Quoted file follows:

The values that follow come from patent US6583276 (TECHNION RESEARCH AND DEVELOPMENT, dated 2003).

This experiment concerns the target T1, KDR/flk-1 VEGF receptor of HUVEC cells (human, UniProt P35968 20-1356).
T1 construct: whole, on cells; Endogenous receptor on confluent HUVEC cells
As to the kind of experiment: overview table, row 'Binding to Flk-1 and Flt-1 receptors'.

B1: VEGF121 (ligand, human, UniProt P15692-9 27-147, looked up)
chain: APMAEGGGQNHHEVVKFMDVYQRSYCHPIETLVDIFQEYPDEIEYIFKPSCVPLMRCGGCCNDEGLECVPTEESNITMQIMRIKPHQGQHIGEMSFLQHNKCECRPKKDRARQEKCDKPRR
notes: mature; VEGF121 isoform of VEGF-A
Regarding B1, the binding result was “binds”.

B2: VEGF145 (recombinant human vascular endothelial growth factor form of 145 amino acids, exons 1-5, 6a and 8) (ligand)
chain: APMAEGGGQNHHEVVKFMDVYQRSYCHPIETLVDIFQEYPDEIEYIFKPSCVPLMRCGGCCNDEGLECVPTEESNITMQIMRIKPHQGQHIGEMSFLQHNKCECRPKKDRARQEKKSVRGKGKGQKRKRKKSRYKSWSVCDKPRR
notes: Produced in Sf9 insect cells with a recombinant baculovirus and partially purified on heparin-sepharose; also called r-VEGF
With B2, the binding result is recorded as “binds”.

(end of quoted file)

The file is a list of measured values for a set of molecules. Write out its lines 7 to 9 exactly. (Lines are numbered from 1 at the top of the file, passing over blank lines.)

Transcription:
notes: mature; VEGF121 isoform of VEGF-A
Regarding B1, the binding result was “binds”.

B2: VEGF145 (recombinant human vascular endothelial growth factor form of 145 amino acids, exons 1-5, 6a and 8) (ligand)